Nations who fail to use every mechanism available to combat the still-raging novel coronavirus will struggle to beat it, the World Health Organization (WHO) said on Wednesday.
“Some countries … have taken a fragmented approach. These countries face a long, hard road ahead,” Director General Tedros Adhanom Ghebreyesus told a virtual briefing from WHO headquarters in Geneva, without singling out any nations.
More than 10.5 million people have been infected globally and more than half a million have died since the COVID-19 disease first emerged in China.
Tedros said local flare-ups were inevitable as some nations began lifting lockdown restrictions. “But countries that have the systems in place to apply a comprehensive approach should be able to contain these flare-ups locally and avoid reintroducing widespread restrictions,” he said.
WHO emergencies expert Mike Ryan told the same briefing the U.N. body planned to send two experts from headquarters to join its country team in China to establish the scope for a mission looking into the origins of the coronavirus.
Heavily criticised by the United States and others for secrecy and a late response, China has said it was transparent throughout and would support an investigation once the pandemic is under control.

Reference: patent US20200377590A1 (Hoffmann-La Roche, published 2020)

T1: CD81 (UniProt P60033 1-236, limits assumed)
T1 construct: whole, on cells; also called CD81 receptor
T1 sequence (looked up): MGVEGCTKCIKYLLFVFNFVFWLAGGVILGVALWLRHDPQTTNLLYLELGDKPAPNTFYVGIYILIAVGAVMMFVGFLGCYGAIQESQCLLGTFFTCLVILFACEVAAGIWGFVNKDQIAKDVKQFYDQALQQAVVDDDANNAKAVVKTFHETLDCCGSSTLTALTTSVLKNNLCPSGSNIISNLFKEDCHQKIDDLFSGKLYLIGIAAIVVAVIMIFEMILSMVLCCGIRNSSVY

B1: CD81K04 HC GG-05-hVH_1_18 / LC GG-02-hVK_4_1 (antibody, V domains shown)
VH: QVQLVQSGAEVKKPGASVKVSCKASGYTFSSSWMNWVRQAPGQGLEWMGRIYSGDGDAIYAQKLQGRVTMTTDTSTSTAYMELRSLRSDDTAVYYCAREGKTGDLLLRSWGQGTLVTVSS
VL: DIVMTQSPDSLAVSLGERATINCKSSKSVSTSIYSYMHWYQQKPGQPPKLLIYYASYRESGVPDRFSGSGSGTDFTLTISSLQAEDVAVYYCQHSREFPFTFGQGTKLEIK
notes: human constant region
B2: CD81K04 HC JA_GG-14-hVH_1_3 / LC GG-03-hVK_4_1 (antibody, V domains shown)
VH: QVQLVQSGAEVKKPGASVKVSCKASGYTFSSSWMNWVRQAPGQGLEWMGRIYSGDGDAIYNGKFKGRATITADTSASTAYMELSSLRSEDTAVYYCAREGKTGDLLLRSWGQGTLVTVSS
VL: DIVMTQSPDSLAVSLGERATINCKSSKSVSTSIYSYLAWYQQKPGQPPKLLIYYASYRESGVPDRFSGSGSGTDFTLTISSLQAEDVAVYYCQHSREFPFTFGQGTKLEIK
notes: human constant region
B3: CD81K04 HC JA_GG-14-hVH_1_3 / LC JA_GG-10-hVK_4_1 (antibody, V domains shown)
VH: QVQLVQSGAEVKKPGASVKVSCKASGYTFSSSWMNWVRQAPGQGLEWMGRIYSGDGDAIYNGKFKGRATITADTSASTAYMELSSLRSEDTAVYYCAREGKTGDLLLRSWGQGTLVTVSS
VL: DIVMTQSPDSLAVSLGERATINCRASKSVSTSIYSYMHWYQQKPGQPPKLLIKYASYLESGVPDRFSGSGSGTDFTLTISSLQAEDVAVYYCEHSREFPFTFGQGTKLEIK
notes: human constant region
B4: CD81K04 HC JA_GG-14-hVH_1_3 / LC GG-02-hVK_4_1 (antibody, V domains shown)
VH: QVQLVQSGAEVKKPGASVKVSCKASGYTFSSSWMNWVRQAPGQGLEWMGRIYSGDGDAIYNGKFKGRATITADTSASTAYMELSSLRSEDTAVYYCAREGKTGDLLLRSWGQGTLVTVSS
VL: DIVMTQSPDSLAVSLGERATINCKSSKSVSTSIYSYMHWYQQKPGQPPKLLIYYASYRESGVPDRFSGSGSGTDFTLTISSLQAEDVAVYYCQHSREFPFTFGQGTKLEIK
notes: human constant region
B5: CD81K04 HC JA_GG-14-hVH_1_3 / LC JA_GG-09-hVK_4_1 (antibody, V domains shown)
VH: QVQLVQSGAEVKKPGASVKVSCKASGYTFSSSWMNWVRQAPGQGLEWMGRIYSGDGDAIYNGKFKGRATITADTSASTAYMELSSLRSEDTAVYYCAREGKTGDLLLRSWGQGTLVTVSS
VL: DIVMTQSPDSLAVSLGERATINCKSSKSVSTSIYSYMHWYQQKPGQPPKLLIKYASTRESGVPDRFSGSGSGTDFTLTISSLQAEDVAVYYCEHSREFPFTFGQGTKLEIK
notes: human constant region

While many have signalled a live animal market as the probable origin, U.S. President Donald Trump and Secretary of State Mike Pompeo have said there is evidence the virus originated in a Wuhan laboratory.
FILE PHOTO: Tedros Adhanom Ghebreyesus, Director-general of the World Health Organization (WHO), attends a news conference in Geneva, Switzerland, June 25, 2020. REUTERS/Denis Balibouse/File Photo
The Americas are the current epicentre, particularly the United States, which has the highest COVID-19 death toll in the world – more than 127,393.
Ryan said the WHO was trying to verify reports of hoarding of medical supplies in the United States and wanted to ensure everyone had access to life-saving materials.
Asked about a virus in Chinese pigs that a study said has become more infectious to humans and might become a “pandemic virus”, Ryan said: “It’s important to reassure people that it is not a new virus and is a virus under surveillance.”